Orchestre Philharmonique de Radio France
Châtelet Chorus

Monday, March 21, 2011

Siegfried in Paris on weed

Siegfried, Opéra Bastille in Paris, March 6 2011

Günter Krämer ..... Director
Philippe Jordan ..... Conductor

Torsten Kerl, Christian Voigt ..... Siegfried
Wolfgang Ablinger-Sperrhacke ..... Mime
Juha Uusitalo, Egil Silins  ..... Der Wanderer
Peter Sidhom ..... Alberich
Stephen Milling ..... Fafner
Qiu Lin Zhang ..... Erda
Elena Tsallagova ..... Waldvogel
Brigitte Pinter, Katarina Dalayman ..... Brünnhilde

Paris Opera Orchestra

Saturday, March 19, 2011

Emotional moment in Nabucco Romano

I thought the best would be to simply ignore this new production, but since this show was very highly profiled, celebrating 150 years since the liberation and unification of Italy, it carried much deeper meaning than just yet another production of Nabucco. All the politicians, the entire government... everybody came to see the show and to sing along the unofficial Italian national anthem Va, pensiero sul'ali dorate. You all know that this opera was very politically charged at the time, that the story about Hebrew slaves was an allegory of the situation in which lived divided Italians... and that the famous "Viva Verdi!" actually meant "Viva Vittorio Emanuele, Re d'Italia!"

First of all, my doubts were totally confirmed as far as the production goes: it is a desperately shabby show with no ground idea, without actually telling anything, with acting reduced to singers occasionally rising and opening their arms, with no scenic dynamics among protagonists whatsoever... To that add Leo Nucci [at 69] barking the hell out of Nabucco, so that even wonderfully sounding Dmitry Beloselskiy and Anna Malavasi couldn't rescue anything.

BUT, one of those big emotional moments actually happened right after the chorus ended singing Va, pensiero. A first burst of Bravi! soon converted into calls for encore (Biiiiis!), and then someone from the crowd shouted "Viva l'Italia!", Muti turned to the crowd and said
I agree with that "Viva l'Italia!" See, I'm not young anymore, but as an Italian who travels around the world I feel great pain for what's happening in Italy*. So if I respect your requests tonight and we repeat Va, pensiero, I won't do it only for patriotic reasons. Tonight --while the chorus sang Oh mia patria si bella e perduta! [Oh, my country so beautiful and lost!]-- I was thinking, if we kill the culture on which the history of Italy is founded, then our country will really be beautiful and lost.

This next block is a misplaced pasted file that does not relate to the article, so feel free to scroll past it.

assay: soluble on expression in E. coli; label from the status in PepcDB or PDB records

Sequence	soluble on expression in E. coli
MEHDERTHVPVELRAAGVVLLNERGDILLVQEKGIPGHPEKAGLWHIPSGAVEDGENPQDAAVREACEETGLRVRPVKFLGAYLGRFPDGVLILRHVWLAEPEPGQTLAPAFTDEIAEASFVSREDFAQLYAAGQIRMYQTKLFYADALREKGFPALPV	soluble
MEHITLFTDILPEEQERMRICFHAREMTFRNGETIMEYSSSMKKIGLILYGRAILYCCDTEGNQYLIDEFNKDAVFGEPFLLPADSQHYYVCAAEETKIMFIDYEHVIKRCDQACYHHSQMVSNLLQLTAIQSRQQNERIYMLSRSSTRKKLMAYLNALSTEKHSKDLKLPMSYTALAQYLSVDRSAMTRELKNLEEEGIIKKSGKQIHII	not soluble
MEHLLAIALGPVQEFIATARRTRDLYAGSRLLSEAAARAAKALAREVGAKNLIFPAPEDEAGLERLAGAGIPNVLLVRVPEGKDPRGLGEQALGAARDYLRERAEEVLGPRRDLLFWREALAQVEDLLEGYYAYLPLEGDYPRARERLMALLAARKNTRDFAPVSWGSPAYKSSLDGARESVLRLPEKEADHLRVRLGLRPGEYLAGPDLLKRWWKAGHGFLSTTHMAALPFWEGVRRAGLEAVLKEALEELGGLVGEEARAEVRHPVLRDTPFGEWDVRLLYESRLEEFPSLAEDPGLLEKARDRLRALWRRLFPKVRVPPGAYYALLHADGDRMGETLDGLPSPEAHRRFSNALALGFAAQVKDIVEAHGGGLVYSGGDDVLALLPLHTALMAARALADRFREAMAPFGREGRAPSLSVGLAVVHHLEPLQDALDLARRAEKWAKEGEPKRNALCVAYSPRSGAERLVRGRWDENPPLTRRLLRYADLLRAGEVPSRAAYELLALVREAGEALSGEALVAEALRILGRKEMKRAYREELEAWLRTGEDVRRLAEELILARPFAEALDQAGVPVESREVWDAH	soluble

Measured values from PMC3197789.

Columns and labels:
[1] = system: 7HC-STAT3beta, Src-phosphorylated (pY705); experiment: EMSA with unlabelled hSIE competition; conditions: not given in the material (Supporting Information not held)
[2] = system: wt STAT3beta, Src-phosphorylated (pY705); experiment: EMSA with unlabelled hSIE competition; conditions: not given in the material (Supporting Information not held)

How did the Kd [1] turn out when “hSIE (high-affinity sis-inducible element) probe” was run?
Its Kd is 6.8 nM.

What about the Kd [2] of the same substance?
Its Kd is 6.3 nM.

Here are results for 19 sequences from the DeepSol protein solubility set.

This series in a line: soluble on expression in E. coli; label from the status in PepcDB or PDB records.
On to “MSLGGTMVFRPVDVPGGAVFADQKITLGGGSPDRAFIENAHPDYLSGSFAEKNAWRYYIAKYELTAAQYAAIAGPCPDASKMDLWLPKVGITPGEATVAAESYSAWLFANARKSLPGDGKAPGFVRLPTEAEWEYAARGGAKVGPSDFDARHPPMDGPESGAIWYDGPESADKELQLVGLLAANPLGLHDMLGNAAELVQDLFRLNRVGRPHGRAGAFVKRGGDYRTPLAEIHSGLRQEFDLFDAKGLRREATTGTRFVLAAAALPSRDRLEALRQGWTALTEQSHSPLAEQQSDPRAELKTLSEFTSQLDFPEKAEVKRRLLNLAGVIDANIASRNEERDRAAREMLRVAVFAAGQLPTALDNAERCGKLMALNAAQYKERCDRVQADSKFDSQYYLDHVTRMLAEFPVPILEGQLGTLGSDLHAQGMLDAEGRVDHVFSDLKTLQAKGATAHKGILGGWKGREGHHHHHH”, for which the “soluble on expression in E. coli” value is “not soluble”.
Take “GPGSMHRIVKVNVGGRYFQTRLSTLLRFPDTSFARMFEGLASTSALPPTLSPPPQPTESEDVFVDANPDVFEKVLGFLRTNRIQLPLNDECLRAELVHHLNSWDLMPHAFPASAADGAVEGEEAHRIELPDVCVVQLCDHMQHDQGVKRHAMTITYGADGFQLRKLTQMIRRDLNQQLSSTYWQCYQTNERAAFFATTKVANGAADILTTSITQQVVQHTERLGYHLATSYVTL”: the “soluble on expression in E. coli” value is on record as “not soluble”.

The chorus then stood up to join a general applause. Then Muti invited everyone from the crowd to sing along and so the entire theater sang with the chorus Va, pensiero.

In the end of the aria the chorus members are the folks in the crowd were wiping their tears off...
Watch here (video of the whole show is available on Arte+7 website):

Ah bella Italia!

*) Muti is unclear on purpose: his pain can be interpreted as a reaction to the separatist movements that have recently gained in popularity both in the North and South of Italy, or it can be his reaction to the outrageous cuts by the Government on the public subsidies to opera (abrupt slash was 37%!)

2011-2012 at Théâtre des Champs Elysées

Next season will start a little bit later than usual because they want to enlarge the pit [to be able to host a full philharmonic orchestra for the staged performance of The Rite of Spring] and to properly celebrate 100 years of existence [Théâtre des Champs Elysées was inaugurated in 1913.]

So the season will start in November 10, but the program they prepared for 2011-2012 is SUPERB!

Below I will fast-type the content of the program (i.e. a broad selection of what I find interesting), but you should consult their website (or see here) where the more complete program will be available "soon" (that's what they said today when I asked).

Wednesday, March 16, 2011

Cinderella for Adults

Cendrillon, Opéra Comique in Paris, March 11 2011

Director ..... Benjamin Lazar
Conductor ..... Marc Minkowski

Cendrillon ..... Blandine Staskiewicz 
Le Prince charmant ..... Michèle Losier
La Fée ..... Église Gutiérrez
Mme de La Haltière ..... Ewa Podleś
Pandolfe ..... Laurent Alvaro
Noémie ..... Aurélia Legay
Dorothée ..... Salomé Haller
Le Roi ..... Laurent Herbaut
Le Doyen de la Faculté ..... Vincent de Rooster
Le Surintendant des plaisirs ..... Julien Neyer

Orchestra and chorus of Musiciens du Louvre - Grenoble

Monday, March 14, 2011

Sans un mot...

Croix Rouge FrançaiseBritish Red CrossAmerican Red Cross, Canadian Red CrossDeutsches Rotes Kreutz, Croce Rossa ItalianaCruz Roja Españolaany other...

TV alert: New productions on Arte & Mezzo

You may wish to set your DVR's or see them live: three new productions will be live broadcast on  TV in the next few weeks on two coolest TV channels.

  • Nabucco will be broadcast on Arte TV, next Thursday (March 17), with a delay of less than two hours -- starting at 22:15 (cet)-- from Teatro dell'opera di Roma